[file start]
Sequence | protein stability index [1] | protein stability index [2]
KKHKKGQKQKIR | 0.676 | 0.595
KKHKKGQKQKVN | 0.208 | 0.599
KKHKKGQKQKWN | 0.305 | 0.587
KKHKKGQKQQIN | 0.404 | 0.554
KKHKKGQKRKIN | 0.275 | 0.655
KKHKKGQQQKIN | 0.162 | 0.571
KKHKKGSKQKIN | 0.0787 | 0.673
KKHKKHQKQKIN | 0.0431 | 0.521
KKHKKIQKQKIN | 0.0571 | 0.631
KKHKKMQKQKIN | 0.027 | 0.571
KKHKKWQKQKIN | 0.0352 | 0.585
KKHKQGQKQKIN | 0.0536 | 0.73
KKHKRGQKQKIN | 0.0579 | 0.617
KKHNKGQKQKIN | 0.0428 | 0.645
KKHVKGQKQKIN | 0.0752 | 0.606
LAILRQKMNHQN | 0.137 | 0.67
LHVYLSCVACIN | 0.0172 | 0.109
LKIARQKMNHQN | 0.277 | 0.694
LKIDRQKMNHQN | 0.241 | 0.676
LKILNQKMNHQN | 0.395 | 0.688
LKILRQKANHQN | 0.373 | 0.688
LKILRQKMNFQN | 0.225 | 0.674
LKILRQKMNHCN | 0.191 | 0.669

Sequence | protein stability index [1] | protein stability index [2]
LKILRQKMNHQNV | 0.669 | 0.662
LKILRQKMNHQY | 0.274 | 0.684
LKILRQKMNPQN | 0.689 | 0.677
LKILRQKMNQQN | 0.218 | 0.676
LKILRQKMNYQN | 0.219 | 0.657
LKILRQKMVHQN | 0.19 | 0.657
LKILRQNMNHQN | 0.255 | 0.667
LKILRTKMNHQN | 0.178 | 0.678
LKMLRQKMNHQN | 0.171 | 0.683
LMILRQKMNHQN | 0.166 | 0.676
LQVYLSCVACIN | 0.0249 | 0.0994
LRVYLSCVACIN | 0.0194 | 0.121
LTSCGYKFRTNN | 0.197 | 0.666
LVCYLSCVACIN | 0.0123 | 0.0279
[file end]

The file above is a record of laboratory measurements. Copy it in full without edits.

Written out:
Sequence | protein stability index [1] | protein stability index [2]
KKHKKGQKQKIR | 0.676 | 0.595
KKHKKGQKQKVN | 0.208 | 0.599
KKHKKGQKQKWN | 0.305 | 0.587
KKHKKGQKQQIN | 0.404 | 0.554
KKHKKGQKRKIN | 0.275 | 0.655
KKHKKGQQQKIN | 0.162 | 0.571
KKHKKGSKQKIN | 0.0787 | 0.673
KKHKKHQKQKIN | 0.0431 | 0.521
KKHKKIQKQKIN | 0.0571 | 0.631
KKHKKMQKQKIN | 0.027 | 0.571
KKHKKWQKQKIN | 0.0352 | 0.585
KKHKQGQKQKIN | 0.0536 | 0.73
KKHKRGQKQKIN | 0.0579 | 0.617
KKHNKGQKQKIN | 0.0428 | 0.645
KKHVKGQKQKIN | 0.0752 | 0.606
LAILRQKMNHQN | 0.137 | 0.67
LHVYLSCVACIN | 0.0172 | 0.109
LKIARQKMNHQN | 0.277 | 0.694
LKIDRQKMNHQN | 0.241 | 0.676
LKILNQKMNHQN | 0.395 | 0.688
LKILRQKANHQN | 0.373 | 0.688
LKILRQKMNFQN | 0.225 | 0.674
LKILRQKMNHCN | 0.191 | 0.669

Sequence | protein stability index [1] | protein stability index [2]
LKILRQKMNHQNV | 0.669 | 0.662
LKILRQKMNHQY | 0.274 | 0.684
LKILRQKMNPQN | 0.689 | 0.677
LKILRQKMNQQN | 0.218 | 0.676
LKILRQKMNYQN | 0.219 | 0.657
LKILRQKMVHQN | 0.19 | 0.657
LKILRQNMNHQN | 0.255 | 0.667
LKILRTKMNHQN | 0.178 | 0.678
LKMLRQKMNHQN | 0.171 | 0.683
LMILRQKMNHQN | 0.166 | 0.676
LQVYLSCVACIN | 0.0249 | 0.0994
LRVYLSCVACIN | 0.0194 | 0.121
LTSCGYKFRTNN | 0.197 | 0.666
LVCYLSCVACIN | 0.0123 | 0.0279